Electoral reforms are far off

April 27, 2001|By Jules Witcover

WASHINGTON -- More than four months after the Florida election fiasco that set off an outcry for reform, the House Administration Committee opened hearings the other day with one of the stars of the debacle, Florida Secretary of State Kathryn Harris, among the chief witnesses. In case you care, her makeup was tastefully and sparingly applied.

She was greeted by both Democratic and Republican members with courtesy, with only the barest references to her role in the drama that eventually made George W. Bush president. Fellow Republican Rep. John Mica of Florida praised her for her "courage" and for her "fair and consistent" deliberations to uphold the Constitution and the "respect" she showed "for our state constitutional offices," one of which she holds.

Not a word was mentioned about the propriety of Ms. Harris as Florida's chief elections officer having functioned during the presidential campaign as one of Mr. Bush's state co-chairs. Nothing was said about her having rejected Democratic demands that she recuse herself from the recount procedure, as her boss, Florida Gov. Jeb Bush, said he would do as brother of the candidate.

The closest anyone came to raising the whole messy business was when Democratic Rep. Chaka Fattah of Pennsylvania dared to mention that many voters don't believe that Mr. Bush was elected fairly. He suggested that if this were a different country, and the election was viewed "from afar," it would not have been seen as a fair one.

But, as the Republicans like to remind us, the election is over and Mr. Bush has the job. The business before the committee was not to post-mortem Ms. Harris' questionable role. Rather, it was to draw on her wisdom and that of other assembled state secretaries of state on what must be done to see that the Florida experience doesn't happen again.

Ms. Harris joined colleagues from Arkansas, Kansas, New Mexico and Ohio in saying, basically, that the states need up-to-date voting machines and vote-counting equipment, uniform standards for what constitutes a valid vote and equal access to the polls for every eligible voter. And that they need Congress to come up with much of the money it will take to ensure that everybody's vote is counted.

The Florida secretary of state/Bush co-chair concluded by asking the committee to join her "in affirming a simple but powerful truth -- that democracy ultimately depends on the faith and confidence of the people." It was quite an observation coming from the woman whose rigid adherence to state procedures, even when invited by the state Supreme Court to allow a little slack on recount deadlines, ensured the demise of Al Gore.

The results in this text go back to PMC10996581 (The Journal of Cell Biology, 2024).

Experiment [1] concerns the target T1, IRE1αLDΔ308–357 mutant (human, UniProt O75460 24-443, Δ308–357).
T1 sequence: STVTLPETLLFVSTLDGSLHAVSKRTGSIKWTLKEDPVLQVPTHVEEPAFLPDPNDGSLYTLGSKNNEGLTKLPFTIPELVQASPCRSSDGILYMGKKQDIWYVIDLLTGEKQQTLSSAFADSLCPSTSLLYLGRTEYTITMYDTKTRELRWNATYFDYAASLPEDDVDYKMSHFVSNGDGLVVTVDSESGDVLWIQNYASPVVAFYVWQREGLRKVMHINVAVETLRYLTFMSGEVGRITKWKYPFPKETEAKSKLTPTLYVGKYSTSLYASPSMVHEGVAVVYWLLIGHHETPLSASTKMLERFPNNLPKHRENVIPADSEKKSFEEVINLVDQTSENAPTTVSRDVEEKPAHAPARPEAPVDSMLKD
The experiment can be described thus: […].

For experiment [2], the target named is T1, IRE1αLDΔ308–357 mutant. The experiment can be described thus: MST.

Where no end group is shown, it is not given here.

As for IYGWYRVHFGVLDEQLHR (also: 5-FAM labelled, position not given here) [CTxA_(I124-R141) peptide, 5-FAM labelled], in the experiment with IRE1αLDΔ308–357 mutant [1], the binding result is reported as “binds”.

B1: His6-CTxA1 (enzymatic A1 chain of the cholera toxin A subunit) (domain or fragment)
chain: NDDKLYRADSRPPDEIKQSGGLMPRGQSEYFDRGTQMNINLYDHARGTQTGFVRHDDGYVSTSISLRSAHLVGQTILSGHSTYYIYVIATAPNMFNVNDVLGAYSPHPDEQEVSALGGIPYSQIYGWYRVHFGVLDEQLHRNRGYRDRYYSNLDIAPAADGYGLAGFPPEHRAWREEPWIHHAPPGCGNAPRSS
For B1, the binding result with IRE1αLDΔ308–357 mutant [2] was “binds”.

One thing Ms. Harris did say surely will boost voter faith and confidence, especially in Palm Beach County where the so-called butterfly ballots allegedly led many Jewish voters to vote for Pat Buchanan. She pledged that "beginning next year, never again will the punch-card ballot be used to decide elections in the state of Florida." In other words, no more chads and dimples.

The committee members were glad to hear that, especially Rep. Steny Hoyer of Maryland, the ranking Democrat on the committee, who has already introduced legislation to help the states replace all existing punch-card systems by the next congressional elections in 2002. He called election reform "the civil rights issue in the 107th Congress" and said action should come in the next few months before Congress goes home for a summer recess.

Only one secretary of state, Ron Thornburgh of Kansas, a Republican, had anything at all to say about the Electoral College, which made Mr. Bush the narrow winner although he lost the popular vote by more than half a million ballots.

He said it "did its job and there was a peaceful transfer of power," and that's true enough. The committee did not see fit to consider whether, in light of that not inconsiderable popular-vote victory for Mr. Gore, some thought should be given to closing that particular college.

So don't look for any radical solution to avoiding another Florida fiasco there or in some other state in 2004.

The best we can hope for is tinkering with the machinery -- and maybe not much of that unless Mr. Bush asks for the required money in his budget and Congress snaps out of its reform snooze.

Jules Witcover writes from The Sun's Washington Bureau. His latest book is "No Way to Pick a President" (Farrar Straus & Giroux, 1999).

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